Young South African entrepreneur keen to help small businesses succeed
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Cape Town – Cape Town-born young South African entrepreneur Jamie Thurston Wyngaard is driven to help alleviate poverty by mentoring young people and developing an entrepreneurial mindset within them.
Wyngaard, 30, a University of Western Cape (UWC) alumnus, is the managing director of his own oncept development consultancy, called The Agency.
He has received several awards for entrepreneurship and social responsibility and was given the honour of Student Achiever of the Year in 2011 by the UWC, where he studied biotechnology.
Wyngaard is a mentor for Teen Entrepreneur, a non-profit organisations which aims to cultivate and promote an entrepreneurial spirit among high school learners across South Africa.
He also has his own television show, Being The Business, which airs on Cape Town TV with the aim of helping entrepreneurs improve their business. Wyngaard says he created the show to create a platform for success-driven business people to apply for free support.
“We are the solution-seeking forum that openly discusses the unglamorous behind the scenes drama and complications in the life of established business owners,” he says.
But his journey to where he is, was not all smooth sailing.
In a recent interview with the University of the Western Cape, Wyngaard said growing up in the Cape Flats, one of the most violent and dangerous places in South Africa, was not easy. After his father, the family’s sole breadwinner, died when Wyngaard was was still in high school, its financial situation changed for the worse.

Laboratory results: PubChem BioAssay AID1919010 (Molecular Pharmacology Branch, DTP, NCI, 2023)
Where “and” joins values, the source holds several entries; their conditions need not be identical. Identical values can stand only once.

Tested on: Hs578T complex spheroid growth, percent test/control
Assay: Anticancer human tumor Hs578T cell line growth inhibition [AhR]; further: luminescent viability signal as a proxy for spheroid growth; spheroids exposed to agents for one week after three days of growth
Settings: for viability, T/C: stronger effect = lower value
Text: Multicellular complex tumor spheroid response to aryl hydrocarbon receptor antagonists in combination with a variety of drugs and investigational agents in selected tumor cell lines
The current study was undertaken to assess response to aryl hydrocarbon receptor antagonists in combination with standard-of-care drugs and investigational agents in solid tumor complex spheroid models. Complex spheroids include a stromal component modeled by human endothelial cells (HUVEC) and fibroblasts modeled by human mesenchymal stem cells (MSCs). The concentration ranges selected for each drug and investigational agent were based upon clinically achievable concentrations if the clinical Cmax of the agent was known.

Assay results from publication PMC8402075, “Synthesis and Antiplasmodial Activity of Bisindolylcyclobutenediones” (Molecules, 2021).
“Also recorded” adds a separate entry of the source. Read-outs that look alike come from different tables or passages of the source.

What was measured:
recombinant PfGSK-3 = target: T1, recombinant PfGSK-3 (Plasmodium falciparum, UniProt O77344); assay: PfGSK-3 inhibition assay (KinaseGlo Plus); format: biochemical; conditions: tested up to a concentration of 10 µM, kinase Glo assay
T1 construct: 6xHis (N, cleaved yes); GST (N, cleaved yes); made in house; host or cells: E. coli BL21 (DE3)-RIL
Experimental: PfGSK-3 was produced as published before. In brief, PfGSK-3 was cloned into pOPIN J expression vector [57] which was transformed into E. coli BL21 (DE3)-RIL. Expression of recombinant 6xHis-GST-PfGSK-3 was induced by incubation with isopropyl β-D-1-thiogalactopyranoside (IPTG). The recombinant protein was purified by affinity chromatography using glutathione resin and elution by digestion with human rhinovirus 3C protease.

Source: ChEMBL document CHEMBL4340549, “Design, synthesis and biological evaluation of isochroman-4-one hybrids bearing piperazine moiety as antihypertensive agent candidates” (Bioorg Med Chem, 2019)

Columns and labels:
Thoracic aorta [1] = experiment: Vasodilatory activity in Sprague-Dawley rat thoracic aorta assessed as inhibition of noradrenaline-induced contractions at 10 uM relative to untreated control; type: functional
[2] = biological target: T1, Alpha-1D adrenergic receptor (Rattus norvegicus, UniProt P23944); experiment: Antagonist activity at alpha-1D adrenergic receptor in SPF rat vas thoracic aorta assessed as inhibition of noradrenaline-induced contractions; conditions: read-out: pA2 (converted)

“My mom was a housewife, and losing our comforts taught me to start being creative and forced me to find ways to secure the lifestyle we were used to,” he said.
It was while studying that Wyngaard started his own business and had to juggle studies with making money, the latter having become very necessary because no one else was one employed in the household.
The hills and valleys he encountered along the way did not stop him from raking in numerous awards for entrepreneurship and social responsibility.
He also discovered that he had lied to himself in thinking he could set aside his studies for a bit, make money and then go back to finish his degree, something he never did in the end.
“I’ve learned you don't necessarily study science to become a scientist. You study science to learn how to think like a scientist and apply that in everyday situations to creatively solve problems,” Wyngaard told the UWC.
“Solving problems is what creativity is to me. My creative journey has been about facing and solving problems, then turning those solutions into a business.”
Wyngaard says 75% of businesses don’t make it past the first five years because most entrepreneurs are not aware that being your own boss is a harder life than they realise.
African News Agency (ANA)